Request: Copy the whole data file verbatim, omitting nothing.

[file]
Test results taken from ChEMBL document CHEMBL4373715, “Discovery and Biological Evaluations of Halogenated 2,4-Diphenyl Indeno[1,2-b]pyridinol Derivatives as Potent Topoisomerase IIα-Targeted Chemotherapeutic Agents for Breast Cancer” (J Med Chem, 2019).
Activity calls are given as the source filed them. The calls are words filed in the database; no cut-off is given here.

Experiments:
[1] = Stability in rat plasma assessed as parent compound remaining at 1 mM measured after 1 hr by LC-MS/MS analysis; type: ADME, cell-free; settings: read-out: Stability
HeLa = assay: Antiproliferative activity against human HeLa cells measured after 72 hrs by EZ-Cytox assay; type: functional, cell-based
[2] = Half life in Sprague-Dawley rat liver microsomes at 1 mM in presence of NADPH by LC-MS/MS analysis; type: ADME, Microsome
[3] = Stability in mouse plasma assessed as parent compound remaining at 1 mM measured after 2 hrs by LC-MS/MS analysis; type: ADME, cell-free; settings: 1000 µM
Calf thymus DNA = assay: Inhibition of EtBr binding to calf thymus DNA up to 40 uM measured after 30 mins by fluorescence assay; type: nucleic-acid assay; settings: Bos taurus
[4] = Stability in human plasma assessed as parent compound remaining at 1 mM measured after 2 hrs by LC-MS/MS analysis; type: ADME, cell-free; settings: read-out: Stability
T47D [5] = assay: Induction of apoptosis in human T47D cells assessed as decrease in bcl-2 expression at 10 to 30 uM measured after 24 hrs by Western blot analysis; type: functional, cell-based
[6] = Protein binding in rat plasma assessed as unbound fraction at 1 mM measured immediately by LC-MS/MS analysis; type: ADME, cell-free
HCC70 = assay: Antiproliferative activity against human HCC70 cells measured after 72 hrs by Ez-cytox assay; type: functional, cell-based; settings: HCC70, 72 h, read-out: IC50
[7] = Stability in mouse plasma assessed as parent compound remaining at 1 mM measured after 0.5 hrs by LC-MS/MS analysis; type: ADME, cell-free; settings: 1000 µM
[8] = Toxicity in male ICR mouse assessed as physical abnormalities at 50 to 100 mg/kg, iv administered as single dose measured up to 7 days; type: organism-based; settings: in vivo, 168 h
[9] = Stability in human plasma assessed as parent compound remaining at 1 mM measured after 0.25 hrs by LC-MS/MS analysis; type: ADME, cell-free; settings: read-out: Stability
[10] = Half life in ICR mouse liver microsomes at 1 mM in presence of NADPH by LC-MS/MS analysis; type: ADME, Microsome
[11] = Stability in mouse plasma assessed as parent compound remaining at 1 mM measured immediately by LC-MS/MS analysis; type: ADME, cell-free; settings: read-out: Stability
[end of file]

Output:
Test results taken from ChEMBL document CHEMBL4373715, “Discovery and Biological Evaluations of Halogenated 2,4-Diphenyl Indeno[1,2-b]pyridinol Derivatives as Potent Topoisomerase IIα-Targeted Chemotherapeutic Agents for Breast Cancer” (J Med Chem, 2019).
Activity calls are given as the source filed them. The calls are words filed in the database; no cut-off is given here.

Experiments:
[1] = Stability in rat plasma assessed as parent compound remaining at 1 mM measured after 1 hr by LC-MS/MS analysis; type: ADME, cell-free; settings: read-out: Stability
HeLa = assay: Antiproliferative activity against human HeLa cells measured after 72 hrs by EZ-Cytox assay; type: functional, cell-based
[2] = Half life in Sprague-Dawley rat liver microsomes at 1 mM in presence of NADPH by LC-MS/MS analysis; type: ADME, Microsome
[3] = Stability in mouse plasma assessed as parent compound remaining at 1 mM measured after 2 hrs by LC-MS/MS analysis; type: ADME, cell-free; settings: 1000 µM
Calf thymus DNA = assay: Inhibition of EtBr binding to calf thymus DNA up to 40 uM measured after 30 mins by fluorescence assay; type: nucleic-acid assay; settings: Bos taurus
[4] = Stability in human plasma assessed as parent compound remaining at 1 mM measured after 2 hrs by LC-MS/MS analysis; type: ADME, cell-free; settings: read-out: Stability
T47D [5] = assay: Induction of apoptosis in human T47D cells assessed as decrease in bcl-2 expression at 10 to 30 uM measured after 24 hrs by Western blot analysis; type: functional, cell-based
[6] = Protein binding in rat plasma assessed as unbound fraction at 1 mM measured immediately by LC-MS/MS analysis; type: ADME, cell-free
HCC70 = assay: Antiproliferative activity against human HCC70 cells measured after 72 hrs by Ez-cytox assay; type: functional, cell-based; settings: HCC70, 72 h, read-out: IC50
[7] = Stability in mouse plasma assessed as parent compound remaining at 1 mM measured after 0.5 hrs by LC-MS/MS analysis; type: ADME, cell-free; settings: 1000 µM
[8] = Toxicity in male ICR mouse assessed as physical abnormalities at 50 to 100 mg/kg, iv administered as single dose measured up to 7 days; type: organism-based; settings: in vivo, 168 h
[9] = Stability in human plasma assessed as parent compound remaining at 1 mM measured after 0.25 hrs by LC-MS/MS analysis; type: ADME, cell-free; settings: read-out: Stability
[10] = Half life in ICR mouse liver microsomes at 1 mM in presence of NADPH by LC-MS/MS analysis; type: ADME, Microsome
[11] = Stability in mouse plasma assessed as parent compound remaining at 1 mM measured immediately by LC-MS/MS analysis; type: ADME, cell-free; settings: read-out: Stability